St. Valentine

There was actually a St. Valentine, a bishop, who lived in the first century.  He was martyred in the year 269.  His feast day is February 14th in honor of the day he was martyred, which is now celebrated as Valentine’s Day.  He is the patron saint of love, young people, engaged couples, bee keepers, epilepsy, fainting, greetings, happy marriages, love, lovers, plague, and travelers.

“One common story about St. Valentine is that in one point of his life, as the former Bishop of Terni, Narnia and Amelia, he was on house arrest with Judge Asterius. While discussing religion and faith with the Judge, Valentine pledged the validity of Jesus. The judge immediately put Valentine and his faith to the test.  St. Valentine was presented with the judge’s blind daughter and told to restore her sight. If he succeeded, the judge vowed to do anything for Valentine. Placing his hands onto her eyes, Valentine restored the child’s vision.  Judge Asterius was humbled and obeyed Valentine’s requests. Asterius broke all the idols around his house, fasted for three days and became baptized, along with his family and entire 44 member household. The now faithful judge then freed all of his Christian inmates…On the day of his execution, he left the girl a note signed, “Your Valentine.”      —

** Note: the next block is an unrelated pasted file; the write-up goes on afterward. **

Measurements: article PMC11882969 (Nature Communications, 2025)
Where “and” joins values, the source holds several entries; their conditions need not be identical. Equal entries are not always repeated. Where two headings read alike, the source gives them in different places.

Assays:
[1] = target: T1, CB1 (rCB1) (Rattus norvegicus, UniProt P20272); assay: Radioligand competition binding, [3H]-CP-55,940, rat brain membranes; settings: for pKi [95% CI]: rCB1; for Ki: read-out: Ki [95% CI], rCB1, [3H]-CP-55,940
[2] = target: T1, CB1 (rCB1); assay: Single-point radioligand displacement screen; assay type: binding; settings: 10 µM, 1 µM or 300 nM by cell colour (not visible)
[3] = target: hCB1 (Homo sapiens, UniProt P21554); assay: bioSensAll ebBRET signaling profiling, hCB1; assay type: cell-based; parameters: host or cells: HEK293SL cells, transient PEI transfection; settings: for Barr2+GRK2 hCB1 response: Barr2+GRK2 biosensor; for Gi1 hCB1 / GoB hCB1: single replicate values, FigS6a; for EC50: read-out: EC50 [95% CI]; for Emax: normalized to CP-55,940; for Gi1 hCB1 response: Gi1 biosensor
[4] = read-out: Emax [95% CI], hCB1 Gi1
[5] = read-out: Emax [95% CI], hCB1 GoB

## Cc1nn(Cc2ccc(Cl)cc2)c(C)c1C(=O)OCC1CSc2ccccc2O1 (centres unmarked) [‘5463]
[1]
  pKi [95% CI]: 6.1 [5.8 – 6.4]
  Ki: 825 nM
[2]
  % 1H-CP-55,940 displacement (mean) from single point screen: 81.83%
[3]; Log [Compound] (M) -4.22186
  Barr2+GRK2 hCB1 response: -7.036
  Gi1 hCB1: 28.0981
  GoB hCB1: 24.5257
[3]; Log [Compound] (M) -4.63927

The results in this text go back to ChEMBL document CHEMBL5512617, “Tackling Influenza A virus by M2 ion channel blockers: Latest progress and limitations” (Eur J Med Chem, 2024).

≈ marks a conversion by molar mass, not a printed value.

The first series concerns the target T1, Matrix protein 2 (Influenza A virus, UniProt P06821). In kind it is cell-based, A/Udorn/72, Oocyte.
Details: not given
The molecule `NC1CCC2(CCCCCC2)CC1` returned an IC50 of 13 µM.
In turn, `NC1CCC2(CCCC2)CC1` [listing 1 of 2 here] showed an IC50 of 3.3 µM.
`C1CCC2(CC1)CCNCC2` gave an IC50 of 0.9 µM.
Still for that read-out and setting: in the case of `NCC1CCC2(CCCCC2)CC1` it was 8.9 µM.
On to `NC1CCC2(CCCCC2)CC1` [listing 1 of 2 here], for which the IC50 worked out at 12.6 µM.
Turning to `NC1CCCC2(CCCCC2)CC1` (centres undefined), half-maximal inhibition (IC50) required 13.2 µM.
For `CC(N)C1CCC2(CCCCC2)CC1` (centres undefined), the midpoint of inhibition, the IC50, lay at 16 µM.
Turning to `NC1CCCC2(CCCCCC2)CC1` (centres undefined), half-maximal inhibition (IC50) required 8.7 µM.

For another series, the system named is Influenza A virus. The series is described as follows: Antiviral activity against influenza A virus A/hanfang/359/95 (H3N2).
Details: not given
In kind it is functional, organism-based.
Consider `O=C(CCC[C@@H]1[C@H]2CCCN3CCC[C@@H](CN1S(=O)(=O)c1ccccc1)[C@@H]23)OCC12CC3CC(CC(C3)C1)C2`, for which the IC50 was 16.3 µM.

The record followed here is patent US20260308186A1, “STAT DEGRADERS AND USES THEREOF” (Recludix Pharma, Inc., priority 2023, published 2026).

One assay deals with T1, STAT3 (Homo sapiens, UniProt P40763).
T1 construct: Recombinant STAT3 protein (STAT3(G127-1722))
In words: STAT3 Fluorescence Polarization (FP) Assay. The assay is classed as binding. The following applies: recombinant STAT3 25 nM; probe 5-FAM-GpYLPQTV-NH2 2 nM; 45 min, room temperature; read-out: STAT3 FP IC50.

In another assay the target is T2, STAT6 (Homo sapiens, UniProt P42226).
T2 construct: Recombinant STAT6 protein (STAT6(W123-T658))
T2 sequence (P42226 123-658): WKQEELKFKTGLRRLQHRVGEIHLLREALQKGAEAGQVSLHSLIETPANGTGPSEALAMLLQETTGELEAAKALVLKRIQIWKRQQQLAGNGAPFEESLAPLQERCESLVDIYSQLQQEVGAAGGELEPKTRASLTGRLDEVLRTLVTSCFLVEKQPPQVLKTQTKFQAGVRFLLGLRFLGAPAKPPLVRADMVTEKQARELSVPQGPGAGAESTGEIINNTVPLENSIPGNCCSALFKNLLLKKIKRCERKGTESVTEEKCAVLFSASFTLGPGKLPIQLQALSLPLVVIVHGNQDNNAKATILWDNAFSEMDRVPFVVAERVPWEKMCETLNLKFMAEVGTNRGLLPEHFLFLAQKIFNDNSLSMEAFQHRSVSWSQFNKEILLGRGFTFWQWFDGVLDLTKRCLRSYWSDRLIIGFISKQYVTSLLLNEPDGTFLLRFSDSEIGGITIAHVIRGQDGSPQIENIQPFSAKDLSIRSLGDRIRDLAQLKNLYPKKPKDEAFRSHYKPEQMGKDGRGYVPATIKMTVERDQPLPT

St. Valentine was a real person and martyred for his faith.  The emperor wanted his army to consist of single men but St. Valentine married many couples against the emperor’s commands.  This may be part of why his was martyred.  St. Valentine believed in the sacrament of Holy Matrimony as a lifelong Covenant between a man, woman and God.  He died for this sacrament and covenant.

As you celebrate this holiday, remember that this is a holy feast day for a saint who gave his life for love and marriage and faith.

(By the way, our calendar has many religious holidays that have become commonplace.  These are Valentine’s Day, St. Patrick’s Day, Easter, All Saint’s Day (Halloween), Christmas, among many other saint feast days.)



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